A split is the underlying abstraction that powers:

You can create splits in the Hypertune UI and then embed them anywhere in your flag targeting logic.

This means you can have a single feature flag with rules to enable the feature for specific users, e.g. employees, QA, beta users, etc, and a final default rule to A/B test the feature on everyone else.

It also means you can reuse a single A/B test across the logic of different feature flags to roll out and test related features in sync.

This power and flexibility is unique to Hypertune.


Each split has a:

Each dimension has a:

  • Name

  • Set of arms

Each arm has a:

  • Name

  • Traffic allocation percentage (for Test splits only)

Using splits in flag targeting logic

Once created, you can embed splits anywhere in your flag targeting logic with a Split Control expression.

If the split has more than one dimension, you can select the one which is relevant for the flag.

Then for each arm in the dimension, you can set the flag values, or nest more flag targeting logic.

You can also set the Unit ID for the split, typically context.user.id. A hash of the Unit ID is used to determine the arm for Test splits so the same user will always end up in the same arm.

If the split has a payload event type, you can also set the value for the payload, or nest more logic for it.

When you evaluate a flag that uses a split, an "exposure" will be logged with the Unit ID and the arm the unit was assigned for each dimension. If the split has a payload event, this will be logged too.

A/B tests

An A/B test is a Test split with a single dimension with two arms.

Staged, percentage-based rollouts

A staged, percentage-based rollout is a Test split with a single dimension with one arm.

Multivariate tests

A multivariate test (or multidimensional test) is a Test split with multiple dimensions.

This lets you test all combinations of the arms of each dimension. For example, you can have one dimension called Button color with three arms: Red, Blue, Green. And another dimension called Button text with three arms: Sign up, Get access, Request access.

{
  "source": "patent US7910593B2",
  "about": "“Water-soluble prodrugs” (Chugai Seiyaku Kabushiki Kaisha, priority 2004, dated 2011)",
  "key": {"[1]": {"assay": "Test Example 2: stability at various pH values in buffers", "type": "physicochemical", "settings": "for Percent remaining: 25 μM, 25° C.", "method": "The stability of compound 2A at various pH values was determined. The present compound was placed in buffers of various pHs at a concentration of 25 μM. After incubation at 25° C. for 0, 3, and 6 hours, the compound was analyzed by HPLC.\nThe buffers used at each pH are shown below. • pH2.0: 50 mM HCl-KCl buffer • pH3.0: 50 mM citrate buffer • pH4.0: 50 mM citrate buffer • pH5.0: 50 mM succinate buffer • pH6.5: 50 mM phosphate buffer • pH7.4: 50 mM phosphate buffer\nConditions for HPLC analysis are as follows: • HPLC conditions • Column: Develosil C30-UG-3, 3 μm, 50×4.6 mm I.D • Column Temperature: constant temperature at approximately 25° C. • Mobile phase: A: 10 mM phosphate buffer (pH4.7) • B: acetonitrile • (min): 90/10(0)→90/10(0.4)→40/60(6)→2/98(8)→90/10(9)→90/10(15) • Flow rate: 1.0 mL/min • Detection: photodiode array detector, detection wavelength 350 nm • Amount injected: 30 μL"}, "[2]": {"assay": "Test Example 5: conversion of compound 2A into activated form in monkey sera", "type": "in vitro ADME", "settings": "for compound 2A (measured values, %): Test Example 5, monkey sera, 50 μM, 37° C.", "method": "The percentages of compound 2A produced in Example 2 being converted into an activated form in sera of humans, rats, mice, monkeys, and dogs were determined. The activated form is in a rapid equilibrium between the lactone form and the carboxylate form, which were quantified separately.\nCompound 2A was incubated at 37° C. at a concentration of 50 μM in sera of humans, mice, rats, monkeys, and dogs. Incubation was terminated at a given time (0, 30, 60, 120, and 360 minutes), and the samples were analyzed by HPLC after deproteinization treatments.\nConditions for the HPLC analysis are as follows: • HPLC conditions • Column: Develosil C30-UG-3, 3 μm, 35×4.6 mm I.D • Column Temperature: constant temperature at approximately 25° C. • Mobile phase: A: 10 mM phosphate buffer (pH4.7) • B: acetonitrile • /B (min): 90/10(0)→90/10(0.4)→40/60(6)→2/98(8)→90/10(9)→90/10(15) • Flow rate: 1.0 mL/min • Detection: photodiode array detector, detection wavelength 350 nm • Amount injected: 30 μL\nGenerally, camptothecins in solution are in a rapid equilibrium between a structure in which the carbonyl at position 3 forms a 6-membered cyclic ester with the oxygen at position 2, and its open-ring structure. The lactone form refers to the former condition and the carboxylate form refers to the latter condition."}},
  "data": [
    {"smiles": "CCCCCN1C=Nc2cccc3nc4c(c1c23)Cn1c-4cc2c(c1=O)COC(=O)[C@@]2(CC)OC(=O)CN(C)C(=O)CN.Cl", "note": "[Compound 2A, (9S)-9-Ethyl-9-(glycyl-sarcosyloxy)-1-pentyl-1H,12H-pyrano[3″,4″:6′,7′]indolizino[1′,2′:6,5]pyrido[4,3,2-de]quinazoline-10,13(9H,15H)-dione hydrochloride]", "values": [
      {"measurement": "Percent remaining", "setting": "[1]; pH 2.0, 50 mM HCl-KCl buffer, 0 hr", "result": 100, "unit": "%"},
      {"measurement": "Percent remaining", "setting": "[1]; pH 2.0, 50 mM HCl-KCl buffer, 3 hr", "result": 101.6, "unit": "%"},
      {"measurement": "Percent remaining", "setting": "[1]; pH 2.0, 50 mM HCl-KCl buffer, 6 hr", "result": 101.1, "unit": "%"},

You can embed the test into a String flag, buttonColor, that controls the color of your call-to-action button, select the Button color dimension, then set flag values for each arm.

And you can embed the same test into another String flag, buttonText, that controls the text of your call-to-action button, but this time select the Button text dimension, then set flag values for each arm.

This will test all 9 combinations of button color and button text.

Machine learning loops

You can convert any Test split into an ML loop split.

A machine learning loop requires a goal function, expressed as a formula of your event types.

And instead of setting fixed traffic allocation percentages for each arm, Hypertune automatically and continuously learns the best arm for each dimension. If the split has a payload event type, the payload event fields are used as "features" for the machine learning model.

For example, you can set up a machine learning loop to personalize the headline on your landing page to each unique visitor, to maximize sign ups.

Viewing results

To view the results of your splits, ensure you've set up the event types you want to track, then build a funnel to compare conversion rates across different arms.

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